Episcopal Diocese of Western New York

St. Matthias’, East Aurora Shares Confirmation Class Projects

This year, the Confirmation class at St. Matthias’ Episcopal Church in East Aurora was given a challenge: they were given an assignment to pick one topic that the class had covered (and they covered a LOT in a short time), and dig a bit deeper into their topic, creating a project around it.

When they were finished, the Rev. Ann Tillman, Rector of St. Matthias’, shared their projects with the congregation, and gave her permission for us to share her descriptions of their projects with the entire diocese.  Photos by John Whitney.

 

Brochure by Shane

This thoughtful and beautifully written brochure elaborates on the following:

  • What Is Confirmation?
  • Why Get Confirmed?
  • Confirmation at St. Matthias
  • Reaffirmation and Reception

This offering will serve our parish for many years to come!

 

Anglican Prayer Beads by Kate

Kate combined her interest in deepening her spiritual life with her care for all of God’s Creation and made these beautiful Anglican Prayer Beads. One enters prayer with prayer beads through the cross or some other symbol of Christ. Kate chose a stunning Tree of Life into which she put a beautiful river stone from her happy place at Allegany State Park. She and her mom made a special trip just for this project.

Kate told me that she held each bead before stringing it, to make sure that it felt just right for praying. Her prayers for the different kinds of beads are beautiful. For example at the cruciform beads the prayer is, “Show me ways to make a difference, the little things I can do so I can help those who seem more helpless than me,” and at the beads called the “Weeks” (the smallest and most numerous), the prayer is, “Love all creation, love everything.” Amen!

 

Stained Glass Windows by Shelby

Shelby’s project itself looks like a colorful window! Each pane tells a story: of the origins of stained glass, about medieval stained glass, and the appearance of stained glass in sculptures, churches, and homes. She embellished her project with some of her own wonderfully imagined designs!

 

Finger Labyrinth by Maggie

The Wonders of the World (excerpt)

Take these hands
these precious hands
that you have given us
to feel the wonders of the world

These eyes you gave
us to see the world
the beautiful things
in the wonders of the world

You gave us feet
to feel the ground
to walk to the places
where we can find
the wonders of the world…

…We need your gifts
to us
to see
and reach
and run
and walk
and touch
and feel
the wonders
of the world

 

Biblical Rap References by Ryan

Ryan recognized a lot of biblical food for thought as he listened to rap music, and shared three examples in his project, offering a brief exegesis of each one.

In the first, “Chance talks about how he uses The Bible as a guide for life and how he does not talk to the demons that will impede his success.”

In the second, Chance repeats over and over, “How great is our God.” Ryan notes that he goes on for over 3 minutes making that point.

In the last one, 2Pac “explores that even in his most dangerous situations god (sic) is walking next to him and keeping him safe.”

 

God’s Grace by Brianna

In her painting entitled “God’s Grace,” Brianna uses somewhat abstract figures to represent the things she learned in class. She writes, “The blue figure above the praying man is God…many think of God as a presence instead of a living person. There is a lot of what looks to be like sharp pointy things coming down towards the praying man which God is shielding him from. This represents that we can always look to God when we are unsure of things. However, some of those points are coming out of God as well. I chose to do this since in confirmation class we learned that having a faith isn’t always easy. When you look at the man praying you will notice that his hands are together and it almost looks as if God is reaching down to them. … we pray with our hands together in order to imagine God wrapping his hands around ours. Finally, the drawing is covered in little white dots which are snow. I heard in a sermon at church (Canon Cathy Dempesy-Sims’ sermon on the Baptism of Our Lord) to imagine snow as God’s grace falling from the sky. Like snow, this grace doesn’t only fall on a chosen few, it falls on everyone.”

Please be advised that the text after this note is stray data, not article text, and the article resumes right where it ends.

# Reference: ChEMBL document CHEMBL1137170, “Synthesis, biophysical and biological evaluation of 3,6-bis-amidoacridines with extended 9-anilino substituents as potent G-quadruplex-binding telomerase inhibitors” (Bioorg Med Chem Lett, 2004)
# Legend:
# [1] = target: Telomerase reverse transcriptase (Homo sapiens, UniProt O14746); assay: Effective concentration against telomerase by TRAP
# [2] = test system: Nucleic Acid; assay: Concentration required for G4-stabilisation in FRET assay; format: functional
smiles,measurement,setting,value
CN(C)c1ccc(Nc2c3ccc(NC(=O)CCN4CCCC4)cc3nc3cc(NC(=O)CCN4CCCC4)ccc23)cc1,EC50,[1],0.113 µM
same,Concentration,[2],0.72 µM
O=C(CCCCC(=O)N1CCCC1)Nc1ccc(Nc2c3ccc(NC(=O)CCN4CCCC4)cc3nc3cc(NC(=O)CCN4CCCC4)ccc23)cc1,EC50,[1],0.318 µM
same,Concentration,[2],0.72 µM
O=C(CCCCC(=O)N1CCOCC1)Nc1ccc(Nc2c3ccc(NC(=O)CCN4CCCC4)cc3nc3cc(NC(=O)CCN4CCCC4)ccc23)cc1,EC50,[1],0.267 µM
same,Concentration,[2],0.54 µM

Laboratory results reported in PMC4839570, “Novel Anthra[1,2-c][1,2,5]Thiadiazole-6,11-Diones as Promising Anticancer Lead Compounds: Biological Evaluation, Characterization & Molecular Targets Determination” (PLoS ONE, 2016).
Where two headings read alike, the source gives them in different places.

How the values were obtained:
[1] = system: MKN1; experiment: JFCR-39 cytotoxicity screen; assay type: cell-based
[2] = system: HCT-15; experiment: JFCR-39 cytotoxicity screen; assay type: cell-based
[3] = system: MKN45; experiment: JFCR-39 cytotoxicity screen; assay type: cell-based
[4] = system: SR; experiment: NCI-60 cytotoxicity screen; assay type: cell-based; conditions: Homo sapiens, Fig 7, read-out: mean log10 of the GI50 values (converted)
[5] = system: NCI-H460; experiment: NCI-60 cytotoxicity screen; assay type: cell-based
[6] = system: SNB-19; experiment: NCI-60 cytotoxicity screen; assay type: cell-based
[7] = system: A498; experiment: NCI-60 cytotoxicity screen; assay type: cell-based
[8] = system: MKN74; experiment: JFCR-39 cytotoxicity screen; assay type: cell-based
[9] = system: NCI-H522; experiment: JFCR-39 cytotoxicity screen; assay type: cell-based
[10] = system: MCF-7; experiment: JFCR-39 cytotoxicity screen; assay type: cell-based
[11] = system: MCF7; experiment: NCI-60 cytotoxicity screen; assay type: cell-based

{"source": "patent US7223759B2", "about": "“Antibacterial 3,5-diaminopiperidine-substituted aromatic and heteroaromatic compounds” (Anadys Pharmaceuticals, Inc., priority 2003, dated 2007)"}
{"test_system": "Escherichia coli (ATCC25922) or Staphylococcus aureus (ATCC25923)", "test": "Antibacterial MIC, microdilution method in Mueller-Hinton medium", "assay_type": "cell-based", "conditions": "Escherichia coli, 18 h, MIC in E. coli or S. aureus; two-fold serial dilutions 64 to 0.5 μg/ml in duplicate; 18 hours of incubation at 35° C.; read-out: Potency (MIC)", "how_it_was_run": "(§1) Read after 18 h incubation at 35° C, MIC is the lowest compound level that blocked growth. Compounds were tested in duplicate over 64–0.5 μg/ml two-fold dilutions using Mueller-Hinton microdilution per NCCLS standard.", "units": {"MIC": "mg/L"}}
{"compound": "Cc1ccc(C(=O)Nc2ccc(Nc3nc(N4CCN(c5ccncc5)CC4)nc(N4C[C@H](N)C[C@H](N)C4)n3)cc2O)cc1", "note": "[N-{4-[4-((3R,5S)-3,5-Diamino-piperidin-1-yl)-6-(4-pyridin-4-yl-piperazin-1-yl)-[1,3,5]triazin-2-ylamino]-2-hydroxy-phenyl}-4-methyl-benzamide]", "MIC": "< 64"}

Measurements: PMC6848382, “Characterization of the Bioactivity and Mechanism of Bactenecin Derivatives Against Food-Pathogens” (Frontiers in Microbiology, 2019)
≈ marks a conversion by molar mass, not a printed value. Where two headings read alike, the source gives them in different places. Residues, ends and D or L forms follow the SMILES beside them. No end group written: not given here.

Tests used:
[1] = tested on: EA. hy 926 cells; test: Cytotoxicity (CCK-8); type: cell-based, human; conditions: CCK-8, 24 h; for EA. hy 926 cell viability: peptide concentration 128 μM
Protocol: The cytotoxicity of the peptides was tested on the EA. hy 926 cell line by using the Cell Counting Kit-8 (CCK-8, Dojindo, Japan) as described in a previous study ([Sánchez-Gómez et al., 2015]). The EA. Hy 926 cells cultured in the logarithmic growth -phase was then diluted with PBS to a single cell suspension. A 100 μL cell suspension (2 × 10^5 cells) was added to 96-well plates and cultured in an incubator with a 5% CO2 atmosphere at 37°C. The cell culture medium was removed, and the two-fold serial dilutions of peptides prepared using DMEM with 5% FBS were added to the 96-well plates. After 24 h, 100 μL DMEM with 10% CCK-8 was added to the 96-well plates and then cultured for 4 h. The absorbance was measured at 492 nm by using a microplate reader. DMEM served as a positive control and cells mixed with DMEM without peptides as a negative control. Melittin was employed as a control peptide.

Portable Altar by Calvin

Cal built a portable altar for us to use out in our garden or on parish camping trips or wherever we might find ourselves in need of an altar. Rich trinitarian symbols pervade this altar: it is made of 3 kinds of wood – oak, maple, and pine; the structure is 3-sided (the two short sides fold toward the front and can be bolted together for ease of transport!); there are three hooks holding the wooden “frontal,” and, of course the frontal displays Anglican theologian Richard Hooker’s emphasis on balancing Scripture, Tradition, and Reason when we look to them as guides for wisdom and understanding.

Cal did his research, and embedded a mensa in the table top. Just under the little cross (shown above) is a disk under which is embedded a consecrated Host. The Real, Mystical Presence of Christ essentially resides forever in this extraordinary altar.

The dedication and blessing of an altar is typically reserved to the Bishop, and with Bishop Franklin’s express permission, Cal’s altar was duly blessed on Sunday and will be used in our sanctuary throughout Lent.

As the altar and other projects and people were being ‘censed, the choir sang a lively piece called Room at the Table. Click here to hear the composer sing her fabulous music!

Let our hearts not be hardened
To those living in the margins,
There is room at the table for everyone.
This is where it all begins,
This is how we gather in,
There is room at the table for everyone.